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Italy closes Lampedusa asylum 'hotspot' as 7,000 refugees arrive in 24 hours

Surge in arrivals overwhelmed poorly equipped facilities on island, in what campaigners say is a 'self-produced' crisis
Refugees wait at the port on the Sicilian island of Lampedusa to be transferred to mainland Italy, on 15 September 2023 (Reuters)

The Italian authorities closed a reception "hotspot" in Lampedusa after 7,000 refugees arrived in 24 hours on Wednesday, according to the NGO Sea-Watch.

Thousands of migrants were being held in what NGOs have condemned as  “deliberately inadequate and inhumane” facilities, where they were reportedly denied water and medical treatment amid soaring temperatures.

Lampedusa, a small island that sits in the Mediterranean between Tunisia, Malta and Sicily, is the main entry point for many refugees seeking to reach the European Union.

Video footage posted on social media revealed crowds of predominantly sub-Saharan Africans being herded by Italian police with riot shields and batons.  

But Sea-Watch told Middle East Eye that on Wednesday the authorities “abandoned” the centre, leaving the local community to provide food and water to the detainees.

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“The authorities completely pulled out,” Tamino Bohm, tactical coordinator of Sea-Watch airborne, told MEE. “[They are] doing very, very basic stuff and people are self-organising [to provide aid].”

The hotspot, which was intended as a temporary reception facility, has faced dramatic overcrowding in recent months, accommodating people at eight times its capacity.

Following a visit in June, the UN refugee agency UNHCR and the United Nations' Children’s Fund (Unicef) called on the Italian authorities to ramp up transfers from the hotspot to better-equipped facilities across the country.

“People should only be there for a short time, and get shipped to Sicily,” Bohm told MEE. "[It became] a prison. All summer round there were 1-2,000 people in the hotspot, which is meant to be for 395 people.”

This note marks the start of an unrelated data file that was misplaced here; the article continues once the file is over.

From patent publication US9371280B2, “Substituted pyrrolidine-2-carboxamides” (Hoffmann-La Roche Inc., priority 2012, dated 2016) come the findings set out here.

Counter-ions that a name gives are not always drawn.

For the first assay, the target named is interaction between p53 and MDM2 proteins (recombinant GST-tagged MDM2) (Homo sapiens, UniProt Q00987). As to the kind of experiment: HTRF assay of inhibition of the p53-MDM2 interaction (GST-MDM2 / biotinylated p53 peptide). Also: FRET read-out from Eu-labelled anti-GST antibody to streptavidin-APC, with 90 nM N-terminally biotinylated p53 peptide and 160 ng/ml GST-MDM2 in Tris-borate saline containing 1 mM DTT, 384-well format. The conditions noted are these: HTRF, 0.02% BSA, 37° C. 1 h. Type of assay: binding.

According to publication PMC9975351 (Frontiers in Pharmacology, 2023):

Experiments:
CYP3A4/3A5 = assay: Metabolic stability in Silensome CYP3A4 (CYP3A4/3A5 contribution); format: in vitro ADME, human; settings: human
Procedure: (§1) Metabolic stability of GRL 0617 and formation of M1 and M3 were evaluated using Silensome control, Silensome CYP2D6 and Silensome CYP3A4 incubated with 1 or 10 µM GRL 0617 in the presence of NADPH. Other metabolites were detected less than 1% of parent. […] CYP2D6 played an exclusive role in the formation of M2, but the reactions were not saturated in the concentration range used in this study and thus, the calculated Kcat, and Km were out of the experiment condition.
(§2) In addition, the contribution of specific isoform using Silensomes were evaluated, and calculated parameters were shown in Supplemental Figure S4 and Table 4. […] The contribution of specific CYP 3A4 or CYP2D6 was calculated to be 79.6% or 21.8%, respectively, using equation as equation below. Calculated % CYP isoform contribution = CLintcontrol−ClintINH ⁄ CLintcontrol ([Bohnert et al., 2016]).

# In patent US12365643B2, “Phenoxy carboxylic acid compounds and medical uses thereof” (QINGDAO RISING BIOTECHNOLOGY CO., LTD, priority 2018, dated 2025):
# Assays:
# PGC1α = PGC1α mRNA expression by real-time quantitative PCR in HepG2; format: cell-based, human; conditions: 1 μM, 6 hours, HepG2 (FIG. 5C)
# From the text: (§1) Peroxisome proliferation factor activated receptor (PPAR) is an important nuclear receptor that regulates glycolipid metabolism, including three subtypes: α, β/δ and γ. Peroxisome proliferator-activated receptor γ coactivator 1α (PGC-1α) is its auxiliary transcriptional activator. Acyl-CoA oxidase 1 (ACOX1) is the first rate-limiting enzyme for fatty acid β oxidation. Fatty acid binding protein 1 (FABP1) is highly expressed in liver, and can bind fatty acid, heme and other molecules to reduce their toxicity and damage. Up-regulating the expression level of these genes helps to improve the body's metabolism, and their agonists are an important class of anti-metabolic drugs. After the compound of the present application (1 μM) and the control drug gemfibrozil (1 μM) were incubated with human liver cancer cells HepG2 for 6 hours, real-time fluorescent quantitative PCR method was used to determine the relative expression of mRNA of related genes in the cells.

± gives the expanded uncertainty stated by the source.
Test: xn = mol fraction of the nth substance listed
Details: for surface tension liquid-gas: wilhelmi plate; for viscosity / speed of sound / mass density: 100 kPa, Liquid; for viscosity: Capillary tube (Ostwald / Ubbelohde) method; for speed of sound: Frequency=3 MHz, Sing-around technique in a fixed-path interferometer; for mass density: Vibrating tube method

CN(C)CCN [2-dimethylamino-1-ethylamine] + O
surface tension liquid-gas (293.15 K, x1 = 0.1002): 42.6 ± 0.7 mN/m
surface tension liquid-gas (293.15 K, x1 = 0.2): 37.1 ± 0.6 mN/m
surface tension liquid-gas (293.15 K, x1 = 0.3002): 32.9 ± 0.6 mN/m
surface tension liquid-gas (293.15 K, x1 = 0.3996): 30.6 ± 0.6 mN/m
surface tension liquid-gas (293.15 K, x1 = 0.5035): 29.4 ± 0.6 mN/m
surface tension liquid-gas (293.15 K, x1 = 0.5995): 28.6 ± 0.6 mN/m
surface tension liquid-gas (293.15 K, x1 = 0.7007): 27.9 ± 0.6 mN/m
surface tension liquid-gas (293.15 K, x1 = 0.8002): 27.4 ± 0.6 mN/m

People are drowning

Over 84,300 people arrived by sea in Italy between 1 January and 23 July, a 144 percent increase on the previous year. Of these, 66 percent landed on Lampedusa, compared with 48 percent in the same period of the previous year.

For Sea-Watch, whose aerial surveillance mission monitors human rights abuses in the central Mediterranean, the influx is unprecedented.

“Since the beginning of our organisation, never ever have we seen so many people arrive in one day,” Sea-Watch spokesperson Felix Weiss told MEE.

The uptick is partly due to a surge in arrivals from Sfax in Tunisia, overtaking Libya as the primary departure point for refugees attempting to cross the central Mediterranean to Europe.

According to UNHCR data, in the first three months of 2023, 58 percent of refugee sea crossings departed from Tunisia.

“I wouldn’t say Tunisia is the new migration hub, but we are definitely seeing a change in migration route,” Weiss said.

'We are definitely seeing a change in migration route'

- Felix Weiss, Sea-Watch spokesperson

A wave of anti-black violence, unleashed by racist comments made by Tunisian President Kais Saied, has spurred a surge in sub-Saharan Africans fleeing the country.